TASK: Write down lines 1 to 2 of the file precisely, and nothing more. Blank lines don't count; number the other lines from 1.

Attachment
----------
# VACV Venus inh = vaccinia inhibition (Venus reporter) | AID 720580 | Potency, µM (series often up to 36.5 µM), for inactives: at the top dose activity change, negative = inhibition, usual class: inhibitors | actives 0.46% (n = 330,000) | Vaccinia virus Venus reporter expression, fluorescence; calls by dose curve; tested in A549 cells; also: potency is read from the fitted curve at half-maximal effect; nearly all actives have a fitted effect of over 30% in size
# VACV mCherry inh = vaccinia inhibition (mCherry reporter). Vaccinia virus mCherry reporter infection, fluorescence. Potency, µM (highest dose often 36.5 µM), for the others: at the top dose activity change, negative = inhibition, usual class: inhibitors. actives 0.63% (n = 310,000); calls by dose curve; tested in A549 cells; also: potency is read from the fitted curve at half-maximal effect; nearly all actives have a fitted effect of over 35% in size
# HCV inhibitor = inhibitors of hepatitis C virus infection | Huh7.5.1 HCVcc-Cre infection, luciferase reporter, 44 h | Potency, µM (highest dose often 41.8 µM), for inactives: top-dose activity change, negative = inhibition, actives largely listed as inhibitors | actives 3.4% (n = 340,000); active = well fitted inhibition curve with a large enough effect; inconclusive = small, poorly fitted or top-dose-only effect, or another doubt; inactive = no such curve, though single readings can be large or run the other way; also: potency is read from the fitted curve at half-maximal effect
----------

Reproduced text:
# VACV Venus inh = vaccinia inhibition (Venus reporter) | AID 720580 | Potency, µM (series often up to 36.5 µM), for inactives: at the top dose activity change, negative = inhibition, usual class: inhibitors | actives 0.46% (n = 330,000) | Vaccinia virus Venus reporter expression, fluorescence; calls by dose curve; tested in A549 cells; also: potency is read from the fitted curve at half-maximal effect; nearly all actives have a fitted effect of over 30% in size
# VACV mCherry inh = vaccinia inhibition (mCherry reporter). Vaccinia virus mCherry reporter infection, fluorescence. Potency, µM (highest dose often 36.5 µM), for the others: at the top dose activity change, negative = inhibition, usual class: inhibitors. actives 0.63% (n = 310,000); calls by dose curve; tested in A549 cells; also: potency is read from the fitted curve at half-maximal effect; nearly all actives have a fitted effect of over 35% in size